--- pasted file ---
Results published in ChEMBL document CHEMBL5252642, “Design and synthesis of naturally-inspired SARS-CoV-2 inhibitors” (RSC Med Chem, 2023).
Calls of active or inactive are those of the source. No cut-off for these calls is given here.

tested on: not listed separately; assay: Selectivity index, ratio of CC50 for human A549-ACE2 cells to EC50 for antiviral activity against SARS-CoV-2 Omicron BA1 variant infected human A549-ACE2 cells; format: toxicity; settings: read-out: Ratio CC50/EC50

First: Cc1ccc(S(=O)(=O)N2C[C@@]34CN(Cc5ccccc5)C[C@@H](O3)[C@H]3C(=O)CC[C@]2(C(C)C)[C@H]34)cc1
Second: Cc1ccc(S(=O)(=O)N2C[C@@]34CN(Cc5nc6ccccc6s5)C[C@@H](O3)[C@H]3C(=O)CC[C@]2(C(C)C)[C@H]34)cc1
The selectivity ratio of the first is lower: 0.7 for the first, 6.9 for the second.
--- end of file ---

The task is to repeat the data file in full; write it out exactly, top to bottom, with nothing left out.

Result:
Results published in ChEMBL document CHEMBL5252642, “Design and synthesis of naturally-inspired SARS-CoV-2 inhibitors” (RSC Med Chem, 2023).
Calls of active or inactive are those of the source. No cut-off for these calls is given here.

tested on: not listed separately; assay: Selectivity index, ratio of CC50 for human A549-ACE2 cells to EC50 for antiviral activity against SARS-CoV-2 Omicron BA1 variant infected human A549-ACE2 cells; format: toxicity; settings: read-out: Ratio CC50/EC50

First: Cc1ccc(S(=O)(=O)N2C[C@@]34CN(Cc5ccccc5)C[C@@H](O3)[C@H]3C(=O)CC[C@]2(C(C)C)[C@H]34)cc1
Second: Cc1ccc(S(=O)(=O)N2C[C@@]34CN(Cc5nc6ccccc6s5)C[C@@H](O3)[C@H]3C(=O)CC[C@]2(C(C)C)[C@H]34)cc1
The selectivity ratio of the first is lower: 0.7 for the first, 6.9 for the second.